International Private Equity Investments in Mexico Innovative Housing Scheme

Mexico’s Urbi Teams Up With Aureos On Rent-To-Buy Home Sales” serves up some excitement for innovative impact investments in housing in developing countries. Urbi Desarrollos Urbanos is one of Mexico’s top three homebuilders with a special niche in the low cost housing market. Aureos Capital was established as an impact investor in 2001 with a mandate from CDC and Norfund, both European government-owned institutions aimed at private equity investments for sustainable economic development.

This particular scheme appears to be a breakthrough for several reasons:

  • New vehicle for private equity investors getting involved in the low-cost housing market. In general, up to now, direct investors would invest in a percentage of a development project on the ground, take an equity stake in the developer or, on far rarer occasion, underwrite a loan. As an investor, your exposure would be concentrated in the effective execution of a single project or it would be diffused into the corporate operation of the developer.
  • Revolving investment pool. An investor that has a piece of a project likewise has the risk of the entire project. If it goes bad, your whole equity could be wiped out. No less the case here that Aureos’ equity could get wiped out, but the risk appears to be mitigated in that the trust set up by Aureos appears to own the deeds to the houses themselves until the buyers obtain their mortgages. So, it’s like Aureos is providing bridge financing over a relatively short term. If the financing goes bad, they get the equity in the homes themselves. If all goes well, Aureos would earn profits on each sale, while the asset pool will turn over regularly. Depending on the structure, this could, for instance, allow Aureos to diversify its exposure geographically across developments.
  • Rent-to-buy financing for non-salaried workers. Formal sector workers in Mexico can secure a mortgage via government-sponsored mortgage programs that make financing available through specialized mortgage companies. However, non-salaried workers have a harder time – everywhere – in obtaining housing finance. In developing countries, where large proportions of the labor force are in the informal sector, this is a particular problem. Lease-to-own strategies are starting to pop up in developing countries as a means of transitioning low-middle income families to ownership by letting them illustrate their capacity to save and make regular payments on a loan. Often lower income families are ready to sink a substantial savings pool into a down payment on a house at purchase, but without formal proof of income, they have a difficult time showing their creditworthiness. This helps get around that issue by requiring home buyers to show financial capacity over a period of time.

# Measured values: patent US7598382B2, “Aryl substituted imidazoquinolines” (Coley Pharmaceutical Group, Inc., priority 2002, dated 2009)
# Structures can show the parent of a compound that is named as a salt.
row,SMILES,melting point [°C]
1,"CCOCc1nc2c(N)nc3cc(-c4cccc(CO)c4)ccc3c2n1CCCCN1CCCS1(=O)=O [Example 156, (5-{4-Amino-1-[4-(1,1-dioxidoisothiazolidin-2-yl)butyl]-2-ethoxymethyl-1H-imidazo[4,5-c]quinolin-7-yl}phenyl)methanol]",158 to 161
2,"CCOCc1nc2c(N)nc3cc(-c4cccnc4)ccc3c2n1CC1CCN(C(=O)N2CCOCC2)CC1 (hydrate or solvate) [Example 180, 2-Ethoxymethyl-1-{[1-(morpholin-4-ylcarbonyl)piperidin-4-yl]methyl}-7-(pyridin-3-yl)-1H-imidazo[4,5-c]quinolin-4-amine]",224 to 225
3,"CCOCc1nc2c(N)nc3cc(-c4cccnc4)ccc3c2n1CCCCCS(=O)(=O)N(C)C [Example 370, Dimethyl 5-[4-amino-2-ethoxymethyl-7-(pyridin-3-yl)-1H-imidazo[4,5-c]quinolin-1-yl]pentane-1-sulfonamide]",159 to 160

This is just the beginning of the wave of financial innovation that’s going to happen in affordable housing in emerging markets. Smart investors will see the benefit of identifying business models to address the needs of these massive, underserved markets while making a positive social and environmental impact.

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